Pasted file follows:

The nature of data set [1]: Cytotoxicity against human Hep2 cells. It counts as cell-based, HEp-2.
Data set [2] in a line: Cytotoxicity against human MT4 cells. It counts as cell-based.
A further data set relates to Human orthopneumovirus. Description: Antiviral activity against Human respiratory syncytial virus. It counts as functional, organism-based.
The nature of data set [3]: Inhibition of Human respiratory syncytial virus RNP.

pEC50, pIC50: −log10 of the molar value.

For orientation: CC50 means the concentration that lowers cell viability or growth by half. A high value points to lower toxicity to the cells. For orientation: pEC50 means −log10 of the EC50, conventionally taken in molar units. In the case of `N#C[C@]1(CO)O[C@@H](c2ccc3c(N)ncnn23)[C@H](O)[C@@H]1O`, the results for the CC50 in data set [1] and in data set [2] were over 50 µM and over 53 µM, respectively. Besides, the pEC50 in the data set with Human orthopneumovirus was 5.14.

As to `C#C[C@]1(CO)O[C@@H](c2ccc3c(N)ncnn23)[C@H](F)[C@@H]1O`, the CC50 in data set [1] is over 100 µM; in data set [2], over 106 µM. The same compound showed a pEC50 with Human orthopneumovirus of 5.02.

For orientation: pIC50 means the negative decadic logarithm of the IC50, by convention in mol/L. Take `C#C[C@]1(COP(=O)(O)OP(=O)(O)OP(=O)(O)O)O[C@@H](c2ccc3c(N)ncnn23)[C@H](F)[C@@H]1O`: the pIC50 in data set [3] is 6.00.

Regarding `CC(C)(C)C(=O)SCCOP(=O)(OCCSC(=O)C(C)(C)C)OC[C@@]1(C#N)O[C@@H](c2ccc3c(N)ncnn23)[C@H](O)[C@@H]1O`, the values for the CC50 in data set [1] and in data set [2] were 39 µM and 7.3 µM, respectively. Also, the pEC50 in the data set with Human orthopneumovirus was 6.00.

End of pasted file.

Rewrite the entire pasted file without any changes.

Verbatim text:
The nature of data set [1]: Cytotoxicity against human Hep2 cells. It counts as cell-based, HEp-2.
Data set [2] in a line: Cytotoxicity against human MT4 cells. It counts as cell-based.
A further data set relates to Human orthopneumovirus. Description: Antiviral activity against Human respiratory syncytial virus. It counts as functional, organism-based.
The nature of data set [3]: Inhibition of Human respiratory syncytial virus RNP.

pEC50, pIC50: −log10 of the molar value.

For orientation: CC50 means the concentration that lowers cell viability or growth by half. A high value points to lower toxicity to the cells. For orientation: pEC50 means −log10 of the EC50, conventionally taken in molar units. In the case of `N#C[C@]1(CO)O[C@@H](c2ccc3c(N)ncnn23)[C@H](O)[C@@H]1O`, the results for the CC50 in data set [1] and in data set [2] were over 50 µM and over 53 µM, respectively. Besides, the pEC50 in the data set with Human orthopneumovirus was 5.14.

As to `C#C[C@]1(CO)O[C@@H](c2ccc3c(N)ncnn23)[C@H](F)[C@@H]1O`, the CC50 in data set [1] is over 100 µM; in data set [2], over 106 µM. The same compound showed a pEC50 with Human orthopneumovirus of 5.02.

For orientation: pIC50 means the negative decadic logarithm of the IC50, by convention in mol/L. Take `C#C[C@]1(COP(=O)(O)OP(=O)(O)OP(=O)(O)O)O[C@@H](c2ccc3c(N)ncnn23)[C@H](F)[C@@H]1O`: the pIC50 in data set [3] is 6.00.

Regarding `CC(C)(C)C(=O)SCCOP(=O)(OCCSC(=O)C(C)(C)C)OC[C@@]1(C#N)O[C@@H](c2ccc3c(N)ncnn23)[C@H](O)[C@@H]1O`, the values for the CC50 in data set [1] and in data set [2] were 39 µM and 7.3 µM, respectively. Also, the pEC50 in the data set with Human orthopneumovirus was 6.00.